Public school enrolments decline as families are driven to the suburbs, fuelling unnecessary and unsustainable suburban growth. Vancouver’s neighbourhoods are vibrant because of families and children.
OneCity advocates for:
A $10-a-day child care program
Prioritizing new early childhood education programs in underserved areas with growing populations
A moratorium on corporate child care operations
OneCity believes it's time for Vancouver to take the lead and implement the $10-a-day plan in a Vancouver neighbourhood that desperately needs it. The $10-a-day plan is a made-in-BC solution from the Coalition of Child Care Advocates in partnership with the Early Childhood Educators of BC.
The OneCity plan calls for the $10-a-day funding formula to be put into practice in a demonstration project in co-operation with a neighbourhood-based, non-profit organization. This one-neighbourhood pilot will allow us to gather data about demand, assess up-front costs, and track the impact of the $10-a-day plan for families facing a child-care crisis right now in our city.
Vancouver’s child-care program is currently focused in areas with new developments instead of responding to existing needs. Renfrew-Collingwood, South Vancouver, Hastings Sunrise, Kerrisdale, the West End, and Cedar Cottage are among the many neighbourhoods that have growing populations of children and simply not enough child care. The plan is to start with an area that is under-serviced and, with support from senior levels of government, expand the program throughout Vancouver.
We need a moratorium on for-profit child-care operations. We need to ban corporate child care that puts caring for our kids in the profit margin and show Canada and the world a real alternative that families can afford.
Building a Sustainable Economy
An equitable, vibrant, and inclusive city depends on a diverse local economy where independent businesses can thrive and residents have decent, living wage jobs. Development policies are eroding affordable retail spaces and skyrocketing rents are threatening local businesses as well as the the artistic and cultural sectors. Climate justice requires preserving industrial land and creating jobs in Vancouver to reduce unnecessary transportation across the region.
OneCity supports local economic development that will make Vancouver a true leader in sustainability — and a place where workers earn enough to live and pay their bills.
OneCity advocates for:
A sustainable living wage economy
Prioritizing building deconstruction, not demolitions
Putting our industrial lands back to work
A green building retrofit program and good jobs
A Living Wage Economy
To create a sustainable economy, we need less money going out of households and the local economy and more money coming in. The City of Vancouver must catch up to New Westminster and pay its employees and contractors a Living Wage. Workers need to be paid wages that cover basic living costs such as food, shelter, and child care. The Living Wage for Families Campaignsets the 2016 rate for Vancouver at $20.64 per hour.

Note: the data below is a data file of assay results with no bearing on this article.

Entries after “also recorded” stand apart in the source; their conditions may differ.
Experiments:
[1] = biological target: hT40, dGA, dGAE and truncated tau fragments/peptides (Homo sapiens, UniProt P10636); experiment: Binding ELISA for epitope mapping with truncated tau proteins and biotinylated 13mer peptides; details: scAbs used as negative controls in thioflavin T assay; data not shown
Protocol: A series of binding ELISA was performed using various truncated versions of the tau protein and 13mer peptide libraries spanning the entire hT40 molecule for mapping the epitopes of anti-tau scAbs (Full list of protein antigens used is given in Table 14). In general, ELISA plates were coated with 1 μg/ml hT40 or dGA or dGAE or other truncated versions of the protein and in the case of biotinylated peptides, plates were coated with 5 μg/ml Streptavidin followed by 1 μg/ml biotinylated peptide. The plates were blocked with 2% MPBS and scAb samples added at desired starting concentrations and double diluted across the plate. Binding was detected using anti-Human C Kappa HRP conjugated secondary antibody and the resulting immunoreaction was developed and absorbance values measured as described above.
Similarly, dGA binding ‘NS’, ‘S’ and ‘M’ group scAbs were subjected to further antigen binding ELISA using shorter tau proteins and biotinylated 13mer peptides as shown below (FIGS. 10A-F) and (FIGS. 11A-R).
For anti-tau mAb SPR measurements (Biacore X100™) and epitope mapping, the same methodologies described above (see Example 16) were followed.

OneCity also believes City Hall can help create a critical mass of Living Wage employers by establishing a Living Wage Zone in the False Creek Flats. This innovative approach to neighbourhood development would utilize business licensing and zoning measures to ensure that a Living Wage is paid to everyone involved in new construction, employees in False Creek Flat industries, and contract employees who are the most precarious workers.
Vancouver can send a strong message across Canada and the world that decent, living wage jobs are a priority and necessary to tackle the growing social divide in our cities.
Sustainable Retrofits, Good Jobs
Buildings account for roughly 40 per cent of greenhouse-gas emissions and there are thousands of multi-unit residential buildings (MURBs) in this city that need attention and work. To make a meaningful difference in the fight against climate change and create and support local jobs, the City of Vancouver needs to improve its support for energy efficiency.
City Hall must move immediately to retrofit all City-owned buildings to ensure they have mechanical insulation that meets best-practice standards, and require developers to build real energy-efficiency into their plans. The City should also create an interest-free loan program so that Vancouver residents and building owners can retrofit existing structures and homes. The costs of the program can be paid back quickly due to the significant amounts of money saved annually from energy-use reductions and increased efficiency.
Prioritize Deconstruction, not Demolitions
In addition to encouraging retrofits, the City’s building code must be amended to preserve existing housing by discouraging demolitions with strict penalties. When a building cannot be saved, Vancouver needs to learn from innovative cities around the world and encourage deconstruction, which means reusing and recycling materials when a building is dismantled instead of shipping everything to landfills. (In 2013, the City of Vancouver created 158,387 tonnes of demolition waste, more than a quarter of the total of municipal solid waste).
City Hall can prioritize deconstruction — and kickstart the local economy with new industries and employment — by seeding and supporting needed infrastructure such as exchange depots and by offering incentives to businesses and building owners who responsibly and sustainably deconstruct structures.
Put Industrial Land Back to Work